The voice search tipping point – Jon Earnshaw’s State of Search talk
I was honoured to speak for a second year at State of Search, Dallas, Texas in 2017.
Voice search SEO is very dear to my heart. As more and more people use their voice to make their searches, the whole search landscape, and the sites that appear in the results, are due to change forever. Are brands, content writers, webmasters and SEOs ready for the tidal wave of voice search?
Below I’ve written up my talk and takeaways for you to read at your leisure.
Voice search – The Future of Search – State of Search:
Voice Search – The Tipping Point – Slide Deck:
How many people use Voice Search compared to normal search?
By 2020 up to 50% of all queries are predicted to be performed via voice search globally. That’s not just 50% of what we are searching now, the numbers are set to increase dramatically. Brands and SEOs need to be ready for this.
Remember mobilegeddon? Well 2020 could be our Voice-Search-Ageddon. (not so catchy).
1. Voice Search is getting better and better…
Voice recognition is getting more accurate. A study by the Stanford computer scientist James Landay and colleagues found that speech recognition is now about three times as fast, on average, as typing on a cell phone.
The error rate, once 8.5%, has dropped to 4.9%. What’s striking is that this substantial improvement has come not over the past 10 years, but just since the summer of 2016.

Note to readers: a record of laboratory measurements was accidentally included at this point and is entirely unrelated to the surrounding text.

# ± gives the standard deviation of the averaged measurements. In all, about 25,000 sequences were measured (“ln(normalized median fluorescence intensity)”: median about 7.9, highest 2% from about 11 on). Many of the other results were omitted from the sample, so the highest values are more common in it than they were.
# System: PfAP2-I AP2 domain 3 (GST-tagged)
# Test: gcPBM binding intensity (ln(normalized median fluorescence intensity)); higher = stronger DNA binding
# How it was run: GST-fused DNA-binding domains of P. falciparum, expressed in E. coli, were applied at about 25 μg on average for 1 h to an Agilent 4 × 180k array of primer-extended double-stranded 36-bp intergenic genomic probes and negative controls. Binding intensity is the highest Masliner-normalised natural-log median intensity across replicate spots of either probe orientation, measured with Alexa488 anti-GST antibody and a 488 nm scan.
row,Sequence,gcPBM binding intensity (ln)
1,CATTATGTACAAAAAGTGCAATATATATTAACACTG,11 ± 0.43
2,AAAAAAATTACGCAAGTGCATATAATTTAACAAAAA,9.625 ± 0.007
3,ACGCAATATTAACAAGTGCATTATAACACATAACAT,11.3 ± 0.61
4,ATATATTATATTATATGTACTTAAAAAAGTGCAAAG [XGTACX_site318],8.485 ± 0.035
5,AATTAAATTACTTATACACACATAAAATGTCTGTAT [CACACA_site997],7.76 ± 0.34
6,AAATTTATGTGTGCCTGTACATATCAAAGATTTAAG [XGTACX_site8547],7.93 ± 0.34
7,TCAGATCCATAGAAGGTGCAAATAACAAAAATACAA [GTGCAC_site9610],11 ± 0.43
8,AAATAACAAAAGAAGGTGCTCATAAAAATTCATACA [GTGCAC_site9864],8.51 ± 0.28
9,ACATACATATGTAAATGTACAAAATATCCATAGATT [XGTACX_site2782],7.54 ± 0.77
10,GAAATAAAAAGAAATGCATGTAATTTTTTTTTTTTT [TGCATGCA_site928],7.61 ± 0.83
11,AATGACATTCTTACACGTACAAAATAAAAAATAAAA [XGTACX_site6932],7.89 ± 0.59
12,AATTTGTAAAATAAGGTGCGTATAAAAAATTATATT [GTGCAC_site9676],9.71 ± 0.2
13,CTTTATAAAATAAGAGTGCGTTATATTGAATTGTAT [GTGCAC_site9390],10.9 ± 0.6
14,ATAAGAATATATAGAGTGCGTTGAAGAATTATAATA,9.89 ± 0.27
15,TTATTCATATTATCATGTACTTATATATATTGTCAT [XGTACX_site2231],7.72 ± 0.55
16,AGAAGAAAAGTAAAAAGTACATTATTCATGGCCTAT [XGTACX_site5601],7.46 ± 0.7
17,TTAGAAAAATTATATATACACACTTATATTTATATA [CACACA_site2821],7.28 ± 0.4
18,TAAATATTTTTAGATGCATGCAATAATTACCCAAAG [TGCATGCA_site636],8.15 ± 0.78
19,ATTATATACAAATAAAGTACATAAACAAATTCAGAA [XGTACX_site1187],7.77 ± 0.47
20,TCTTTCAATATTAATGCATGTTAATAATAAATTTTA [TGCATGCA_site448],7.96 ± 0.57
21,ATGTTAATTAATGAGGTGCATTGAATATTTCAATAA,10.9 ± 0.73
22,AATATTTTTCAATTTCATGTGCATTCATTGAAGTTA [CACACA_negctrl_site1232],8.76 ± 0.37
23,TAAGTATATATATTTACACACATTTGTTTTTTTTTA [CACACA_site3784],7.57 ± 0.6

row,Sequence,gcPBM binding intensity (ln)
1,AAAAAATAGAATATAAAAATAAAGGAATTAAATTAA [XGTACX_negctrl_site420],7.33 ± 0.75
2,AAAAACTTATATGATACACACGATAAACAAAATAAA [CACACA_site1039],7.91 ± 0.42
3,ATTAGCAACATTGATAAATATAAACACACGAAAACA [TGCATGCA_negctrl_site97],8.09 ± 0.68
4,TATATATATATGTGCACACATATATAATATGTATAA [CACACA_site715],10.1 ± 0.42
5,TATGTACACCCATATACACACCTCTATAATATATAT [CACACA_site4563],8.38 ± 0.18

2. Because voice search is getting easier…
Due to devices such as Amazon Alexa, Google Home and Siri, we have reached a tipping point between the PAST and the FUTURE.
Soon, the above devices will have long short-term memory. In fact, we’ll even be able to have extensive conversations with them.
Technology is changing our behaviour
First and foremost, our relationship with technology is changing. Some people still can’t imagine having a public conversation with an inanimate device. Heaven forbid!
But, if we cast our mind back a few mere decades, we’ll remember those city bankers walking around with their huge portable phones, and we’ll also remember thinking ‘That’ll never catch on.’
Well, we all know how that turned out…
The tipping point: Voice search is changing our behaviour
Because of devices like Google Home and Siri, our relationship with search engines is changing. We’ve reached a tipping point.